Favorite Story: The Turn of the Screw by Henry James

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KFI Los Angeles, 17 September 1949
Another gem from the long-running radio series that ran from 1946 to 1949 with Ronald Colman as the regular host.  This story was chosen by ventriloquist and comedian Edgar Bergen.
Described by presenter Colman as a frightening tale of evil "from a different and gracious era," this production made intelligent use of musical interludes to suggest changes of mood.  As the Governess (Edna Best) came to Bly House for the first time, violin music created an edenic world that almost seemed too perfect for words. This mood was sustained by flutes as she encountered Flora for the first time.  Peter Quint's threatening introduction into the story, as he appeared on the ramparts of the house, was signalled by kettledrums; while the Governess' rapid change of mood, as she became more and more unable to cope with what was happening around her, was emphasized by screeching violins.  In old-time radio adaptations such as this, music was often used to emphasize scenic or temporal changes; in this production it helped to emphasize the fact that The Turn of the Screw is a psychological drama focusing on the governess' attempts to cope (or not to cope, perhaps) with the unearthly events taking place around her.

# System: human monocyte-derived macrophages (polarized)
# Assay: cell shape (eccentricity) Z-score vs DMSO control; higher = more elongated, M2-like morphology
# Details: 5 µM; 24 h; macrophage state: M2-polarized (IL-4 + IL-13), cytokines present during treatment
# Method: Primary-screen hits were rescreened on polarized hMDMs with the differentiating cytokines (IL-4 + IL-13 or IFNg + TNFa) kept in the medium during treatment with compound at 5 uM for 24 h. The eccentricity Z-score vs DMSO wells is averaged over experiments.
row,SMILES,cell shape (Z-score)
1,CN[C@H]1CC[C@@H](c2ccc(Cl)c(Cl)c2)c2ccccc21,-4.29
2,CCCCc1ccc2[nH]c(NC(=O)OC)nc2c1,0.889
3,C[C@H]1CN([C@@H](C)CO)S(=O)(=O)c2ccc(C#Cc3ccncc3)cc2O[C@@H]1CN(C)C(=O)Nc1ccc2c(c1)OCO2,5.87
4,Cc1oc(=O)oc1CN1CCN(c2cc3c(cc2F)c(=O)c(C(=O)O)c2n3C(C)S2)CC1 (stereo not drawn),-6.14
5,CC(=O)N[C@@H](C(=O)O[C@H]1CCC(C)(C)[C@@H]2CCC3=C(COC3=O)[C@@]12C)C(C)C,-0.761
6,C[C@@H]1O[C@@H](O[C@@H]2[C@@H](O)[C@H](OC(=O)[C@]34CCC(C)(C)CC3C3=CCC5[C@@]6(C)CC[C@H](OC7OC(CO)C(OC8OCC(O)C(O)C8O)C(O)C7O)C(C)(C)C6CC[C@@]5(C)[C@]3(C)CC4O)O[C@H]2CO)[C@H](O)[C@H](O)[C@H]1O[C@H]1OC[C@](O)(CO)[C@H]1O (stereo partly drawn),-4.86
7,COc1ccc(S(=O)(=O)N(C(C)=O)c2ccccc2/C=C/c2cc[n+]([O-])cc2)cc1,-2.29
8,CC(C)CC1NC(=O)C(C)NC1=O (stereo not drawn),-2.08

As well as taking the narrator's role, Colman also played Douglas the story-teller who begins and ends the novella.  With his honeydrench voice, he conjured up an atmosphere of relaxation that lulled listeners into a false sense of security; we had no real inclination of the events to follow as he began the story.  In an interesting stylistic move, the (uncredited) director of this production had Douglas' voice fade out, and his speeches were continued by the Governess.  This suggested some kind of close relationship between the two of them: Douglas simply recounted the Governess' tale, without offering any comment on it. 
The major change to the novella occurred at the end of this production; almost a third of the action was removed.  The action concluded with a newly-written happy ending taking place by the lake, in which the governess banished the ghosts for ever through sheer willpower.  Once she had done this, the children could return to their happy-go-lucky lives at Bly, secure in the knowledge that they had the governess to protect her. 
In this interpretation, The Turn of the Screw was reshaped as a rite-of-passage tale.  Once the governess had learned to cope with the demons within her - as well as the demons haunting Bly - she could bring about the happy ending.  This was certainly not what James had written, but seemed particularly appropriate for an anthology series called Favorite Story, in which listeners were encouraged to view classic tales like old friends, whose company should be enjoyed rather than abhorred.
Given the production's limited running-time, this version of The Turn of the Screw was very entertaining.  Edna Best was particularly good at suggesting the Governess' gradual acquisition of maturity.